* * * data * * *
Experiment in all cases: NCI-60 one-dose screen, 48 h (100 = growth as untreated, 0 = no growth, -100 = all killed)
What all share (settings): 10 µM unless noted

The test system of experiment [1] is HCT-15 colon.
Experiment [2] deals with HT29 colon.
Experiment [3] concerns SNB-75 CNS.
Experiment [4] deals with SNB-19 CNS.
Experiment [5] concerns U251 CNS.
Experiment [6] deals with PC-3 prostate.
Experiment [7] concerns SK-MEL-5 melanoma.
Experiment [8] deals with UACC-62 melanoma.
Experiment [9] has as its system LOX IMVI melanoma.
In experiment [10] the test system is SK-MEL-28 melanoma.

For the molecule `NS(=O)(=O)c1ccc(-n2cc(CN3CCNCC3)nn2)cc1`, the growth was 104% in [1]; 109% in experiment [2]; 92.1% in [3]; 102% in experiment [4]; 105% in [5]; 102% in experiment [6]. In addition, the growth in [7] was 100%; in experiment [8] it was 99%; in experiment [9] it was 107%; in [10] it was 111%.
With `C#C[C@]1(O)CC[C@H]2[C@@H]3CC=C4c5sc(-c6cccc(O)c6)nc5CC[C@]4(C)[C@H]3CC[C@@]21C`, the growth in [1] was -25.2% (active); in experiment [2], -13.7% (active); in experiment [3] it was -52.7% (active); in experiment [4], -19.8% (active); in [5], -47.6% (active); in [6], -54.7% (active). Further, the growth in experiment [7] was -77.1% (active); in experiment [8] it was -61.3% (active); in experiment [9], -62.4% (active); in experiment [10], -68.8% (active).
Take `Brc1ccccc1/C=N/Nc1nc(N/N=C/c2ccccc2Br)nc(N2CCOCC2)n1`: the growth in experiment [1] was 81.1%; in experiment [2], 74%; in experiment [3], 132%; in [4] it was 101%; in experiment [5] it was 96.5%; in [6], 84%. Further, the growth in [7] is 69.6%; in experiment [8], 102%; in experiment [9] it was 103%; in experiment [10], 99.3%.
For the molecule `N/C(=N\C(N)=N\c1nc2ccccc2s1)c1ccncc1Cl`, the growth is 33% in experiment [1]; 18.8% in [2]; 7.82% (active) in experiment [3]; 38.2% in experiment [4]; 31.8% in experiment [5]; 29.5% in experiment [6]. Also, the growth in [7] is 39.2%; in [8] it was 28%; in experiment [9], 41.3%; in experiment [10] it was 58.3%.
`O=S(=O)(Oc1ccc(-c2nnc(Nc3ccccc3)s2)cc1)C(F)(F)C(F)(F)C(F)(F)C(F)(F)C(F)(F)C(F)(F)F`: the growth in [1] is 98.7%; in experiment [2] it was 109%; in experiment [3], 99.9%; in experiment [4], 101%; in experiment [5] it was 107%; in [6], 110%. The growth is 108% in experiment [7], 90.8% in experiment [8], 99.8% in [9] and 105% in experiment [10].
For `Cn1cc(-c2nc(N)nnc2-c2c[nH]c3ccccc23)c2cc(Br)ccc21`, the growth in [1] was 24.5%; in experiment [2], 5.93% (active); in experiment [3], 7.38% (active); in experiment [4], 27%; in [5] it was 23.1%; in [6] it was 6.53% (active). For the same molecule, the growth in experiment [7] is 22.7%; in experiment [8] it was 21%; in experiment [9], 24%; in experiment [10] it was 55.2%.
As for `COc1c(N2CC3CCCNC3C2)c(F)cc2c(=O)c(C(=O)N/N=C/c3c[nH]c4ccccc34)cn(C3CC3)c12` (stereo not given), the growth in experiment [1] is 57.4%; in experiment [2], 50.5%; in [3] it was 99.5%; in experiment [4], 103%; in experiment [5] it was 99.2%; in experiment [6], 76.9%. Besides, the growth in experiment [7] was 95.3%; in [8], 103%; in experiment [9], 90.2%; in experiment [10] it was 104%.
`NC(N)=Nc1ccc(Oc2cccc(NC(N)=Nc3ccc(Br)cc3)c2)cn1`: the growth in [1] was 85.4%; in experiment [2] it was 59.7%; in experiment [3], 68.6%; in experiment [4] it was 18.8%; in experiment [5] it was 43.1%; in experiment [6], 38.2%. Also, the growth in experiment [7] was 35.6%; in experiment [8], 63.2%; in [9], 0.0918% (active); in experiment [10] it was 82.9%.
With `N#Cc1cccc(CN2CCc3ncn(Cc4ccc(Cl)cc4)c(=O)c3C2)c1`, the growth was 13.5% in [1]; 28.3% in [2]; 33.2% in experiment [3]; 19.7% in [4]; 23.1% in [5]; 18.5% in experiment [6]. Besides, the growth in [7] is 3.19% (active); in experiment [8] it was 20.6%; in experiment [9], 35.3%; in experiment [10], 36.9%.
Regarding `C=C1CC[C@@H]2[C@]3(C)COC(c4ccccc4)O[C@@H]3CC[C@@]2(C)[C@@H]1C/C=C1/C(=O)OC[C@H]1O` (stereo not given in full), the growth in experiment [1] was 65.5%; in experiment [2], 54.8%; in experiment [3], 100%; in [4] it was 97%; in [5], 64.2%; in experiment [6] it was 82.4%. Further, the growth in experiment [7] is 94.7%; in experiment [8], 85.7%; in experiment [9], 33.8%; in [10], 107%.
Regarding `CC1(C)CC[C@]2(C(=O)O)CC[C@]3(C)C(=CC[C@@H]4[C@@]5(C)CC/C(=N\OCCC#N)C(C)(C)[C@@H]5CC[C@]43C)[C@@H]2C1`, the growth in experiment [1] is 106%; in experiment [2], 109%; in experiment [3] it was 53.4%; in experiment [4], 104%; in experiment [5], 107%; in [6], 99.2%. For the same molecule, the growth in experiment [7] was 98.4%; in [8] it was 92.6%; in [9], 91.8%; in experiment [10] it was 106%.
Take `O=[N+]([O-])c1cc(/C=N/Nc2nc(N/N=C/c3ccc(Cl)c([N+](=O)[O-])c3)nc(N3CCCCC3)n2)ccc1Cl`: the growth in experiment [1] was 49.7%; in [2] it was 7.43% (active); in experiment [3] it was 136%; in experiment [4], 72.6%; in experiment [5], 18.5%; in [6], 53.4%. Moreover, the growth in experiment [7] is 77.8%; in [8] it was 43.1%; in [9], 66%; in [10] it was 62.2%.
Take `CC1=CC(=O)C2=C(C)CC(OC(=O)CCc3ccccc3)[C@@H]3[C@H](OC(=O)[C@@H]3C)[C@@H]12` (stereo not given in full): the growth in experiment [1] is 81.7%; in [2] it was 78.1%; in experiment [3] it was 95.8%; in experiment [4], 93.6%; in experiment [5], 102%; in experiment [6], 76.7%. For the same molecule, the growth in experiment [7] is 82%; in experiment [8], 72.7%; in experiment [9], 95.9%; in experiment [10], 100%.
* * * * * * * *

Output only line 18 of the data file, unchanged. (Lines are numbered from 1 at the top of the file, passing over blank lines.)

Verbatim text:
For `Cn1cc(-c2nc(N)nnc2-c2c[nH]c3ccccc23)c2cc(Br)ccc21`, the growth in [1] was 24.5%; in experiment [2], 5.93% (active); in experiment [3], 7.38% (active); in experiment [4], 27%; in [5] it was 23.1%; in [6] it was 6.53% (active). For the same molecule, the growth in experiment [7] is 22.7%; in experiment [8] it was 21%; in experiment [9], 24%; in experiment [10] it was 55.2%.